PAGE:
Daughters of Winnie Madikizela-Mandela, Zindzi Mandela and Zenani Dlamini Mandela, speak at their mother's funeral in Orlando stadium in Soweto

DURBAN - Winnie Madikizela-Mandela’s eldest daughter Princess Zenani Dlamini slammed her mother's critics in a fiery speech which started with her coughing up, before finishing off her speech.

Zenani thanked the public for the support they had shown the family since her passing last week. She said though she was mourning her mother’s loss, she was also celebrating her long life as a freedom fighter. 

She then laid into her mother’s critics, whom she said had not reserved the same criticism when male leaders had passed on. Zenani said South Africa's struggle for liberation was not only a man's struggle and said one could be forgiven for thinking it was. 

Here are some fiery quotes from Zenani’s speech at the Orlando Stadium.

Winnie Mandela and her husband Nelson Mandela with raised their fists at the Grand Parade after the release of Mandiba from the Victor Verster prison in 1990. Independent Archives /Brenton Geach.
  1. NELSON vs WINNIE: “Every generation is gifted one or two people who shine as brightly as the brightest stars. My sister and I are doubly lucky, in that we got to call Winnie Nomzamo Madikizela-Mandela our mother and Nelson Rolihlahla Mandela, our father. Unlike many of those who imagine a contested legacy between my father and my mother, we do not have the luxury of such a choice. The two of them were our parents. And all we ask is: no matter how tempting it may be to compare and contrast them, just know that sometimes it is enough to contemplate two historical figures and accept that they complemented each other, far more than any popular narrative might suggest”.

  2. WINNIE vs APARTHEID: “(Winnie) She dared to take on one of the most powerful and evil regimes of the past century, and she triumphed. For those who have not had the time or the courage to go beyond the quick headlines or the rushed profiles, I urge you to search the archives so that you may fully appreciate who my mother really was, and why her life and story matters so much”.

  3. WINNIE LIVES ON: “As a family we have watched in awe as young women stood up and took a stand of deep solidarity with my mother. I know that she would be very proud of each of you, and grateful for your acts of personal courage: for joining hands in the #IAmWinnie movement, wearing your doeks and bravely mounting a narrative that counters the one that had become, to our profound dismay, my mother’s public story over the last twenty-five years of her life. Like her, you showed that we can be beautiful, powerful and revolutionary — even as we challenge the lies that have been peddled for so long”.

  4. ON WINNIE BEING VILIFIED: “And to those who’ve vilified my mother through books, on social media and speeches, don't for a minute think we've forgotten. The pain you inflicted on her lives on in us. Praising her now that she's gone shows what hypocrites you are. Why didn’t you do the same to any of her male counterparts and remind the world of the many crimes they committed before they were called saints”.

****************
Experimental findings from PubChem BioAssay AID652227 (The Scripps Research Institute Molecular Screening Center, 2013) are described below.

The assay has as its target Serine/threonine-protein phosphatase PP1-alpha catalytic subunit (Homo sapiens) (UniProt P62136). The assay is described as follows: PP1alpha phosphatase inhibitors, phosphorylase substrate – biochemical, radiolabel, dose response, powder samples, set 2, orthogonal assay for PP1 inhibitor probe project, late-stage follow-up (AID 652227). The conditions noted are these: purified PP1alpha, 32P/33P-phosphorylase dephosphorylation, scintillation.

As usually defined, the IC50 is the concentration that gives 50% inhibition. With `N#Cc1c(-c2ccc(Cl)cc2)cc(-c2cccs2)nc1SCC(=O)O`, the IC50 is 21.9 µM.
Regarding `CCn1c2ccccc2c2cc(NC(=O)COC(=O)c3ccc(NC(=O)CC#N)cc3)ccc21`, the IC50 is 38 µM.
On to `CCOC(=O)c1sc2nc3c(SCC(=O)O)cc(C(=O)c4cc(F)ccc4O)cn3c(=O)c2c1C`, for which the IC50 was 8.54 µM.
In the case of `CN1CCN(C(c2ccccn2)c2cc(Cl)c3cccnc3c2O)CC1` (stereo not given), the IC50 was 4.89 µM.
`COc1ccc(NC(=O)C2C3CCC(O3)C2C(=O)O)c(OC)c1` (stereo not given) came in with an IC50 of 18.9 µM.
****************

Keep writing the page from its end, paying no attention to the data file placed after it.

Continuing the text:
5. ON PATRIARCHAL SOCIETY: “Over the past week and a half it’s become clear that South Africa, and indeed the world, holds men and women to different standards of morality. Much of what my mother has been constantly asked to account for is simply ignored when it comes to her male counterparts. And this kind of double standard acts also to obscure the immense contribution of women to the fight for the emancipation of our country from the evil of Apartheid. I say ‘fight’ because the battle for our freedom was not some polite picnic at which you arrived armed with your best behaviour”.

    Cape Town - 180410 - Murals of Desmond Mpilo Tutu, Winnie Madikizela-Mandela and Nelson Rolihlahla Mandela adorn the walls along Longmarket St in the Cape Town CBD. Picture: David Ritchie/African News Agency/ANA

  6. ON BEING MOTHER OF THE NATION: “She made the choice that she would raise two families: her personal family and the larger family that was her beloved country. And to her there was no contradiction in this choice, because she cherished freedom as much as she treasured her family. She was not prepared to choose between the two. She believed it was her calling to defend and protect both from the constant assaults by the Apartheid State”.

  7. ON KEEPING MANDELA NAME ALIVE: “I truly believe that it is worth repeating that long before it was fashionable to call for Nelson Mandela’s release from Robben Island, it was my mother who kept his memory alive. She kept his name on the lips of the people. Her very appearance — regal, confident, and stylish — angered the Apartheid authorities and galvanized the people. She kept my father’s memory in the people’s hearts. For those who have wondered, let me assure you that even at the height of her activism, my mother always found a way to let me and my sister know that we were the most special people in her life. When we could not be with her, she wrote letters to us. When we were with her, she did not even have to say anything: her love for us was written on her face. But because she had such a big heart, my mother could also love the community where she lived, no matter where that was. So that when she was banished to Brandfort, she immersed herself in the affairs of this little community and improved the lives of the people, who, in turn, received her with so much love”.

SUNDAY TRIBUNE